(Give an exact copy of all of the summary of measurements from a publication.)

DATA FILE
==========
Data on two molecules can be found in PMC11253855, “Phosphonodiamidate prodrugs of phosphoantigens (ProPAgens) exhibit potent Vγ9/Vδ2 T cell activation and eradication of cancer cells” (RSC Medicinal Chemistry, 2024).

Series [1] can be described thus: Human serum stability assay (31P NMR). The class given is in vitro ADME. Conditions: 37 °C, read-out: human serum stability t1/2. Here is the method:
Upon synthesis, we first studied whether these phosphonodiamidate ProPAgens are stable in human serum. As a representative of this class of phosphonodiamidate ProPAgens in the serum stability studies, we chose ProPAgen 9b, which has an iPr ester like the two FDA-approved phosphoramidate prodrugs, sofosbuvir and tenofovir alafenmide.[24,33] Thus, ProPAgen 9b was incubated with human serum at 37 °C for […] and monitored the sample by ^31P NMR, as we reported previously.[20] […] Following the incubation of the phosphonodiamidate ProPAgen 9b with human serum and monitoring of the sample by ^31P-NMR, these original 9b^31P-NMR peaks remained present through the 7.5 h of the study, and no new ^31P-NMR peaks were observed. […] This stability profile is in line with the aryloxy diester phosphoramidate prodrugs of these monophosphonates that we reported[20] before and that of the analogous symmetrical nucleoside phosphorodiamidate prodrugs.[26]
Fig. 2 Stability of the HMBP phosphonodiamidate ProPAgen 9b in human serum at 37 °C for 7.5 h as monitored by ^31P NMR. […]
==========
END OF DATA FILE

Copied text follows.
Data on two molecules can be found in PMC11253855, “Phosphonodiamidate prodrugs of phosphoantigens (ProPAgens) exhibit potent Vγ9/Vδ2 T cell activation and eradication of cancer cells” (RSC Medicinal Chemistry, 2024).

Series [1] can be described thus: Human serum stability assay (31P NMR). The class given is in vitro ADME. Conditions: 37 °C, read-out: human serum stability t1/2. Here is the method:
Upon synthesis, we first studied whether these phosphonodiamidate ProPAgens are stable in human serum. As a representative of this class of phosphonodiamidate ProPAgens in the serum stability studies, we chose ProPAgen 9b, which has an iPr ester like the two FDA-approved phosphoramidate prodrugs, sofosbuvir and tenofovir alafenmide.[24,33] Thus, ProPAgen 9b was incubated with human serum at 37 °C for […] and monitored the sample by ^31P NMR, as we reported previously.[20] […] Following the incubation of the phosphonodiamidate ProPAgen 9b with human serum and monitoring of the sample by ^31P-NMR, these original 9b^31P-NMR peaks remained present through the 7.5 h of the study, and no new ^31P-NMR peaks were observed. […] This stability profile is in line with the aryloxy diester phosphoramidate prodrugs of these monophosphonates that we reported[20] before and that of the analogous symmetrical nucleoside phosphorodiamidate prodrugs.[26]
Fig. 2 Stability of the HMBP phosphonodiamidate ProPAgen 9b in human serum at 37 °C for 7.5 h as monitored by ^31P NMR. […]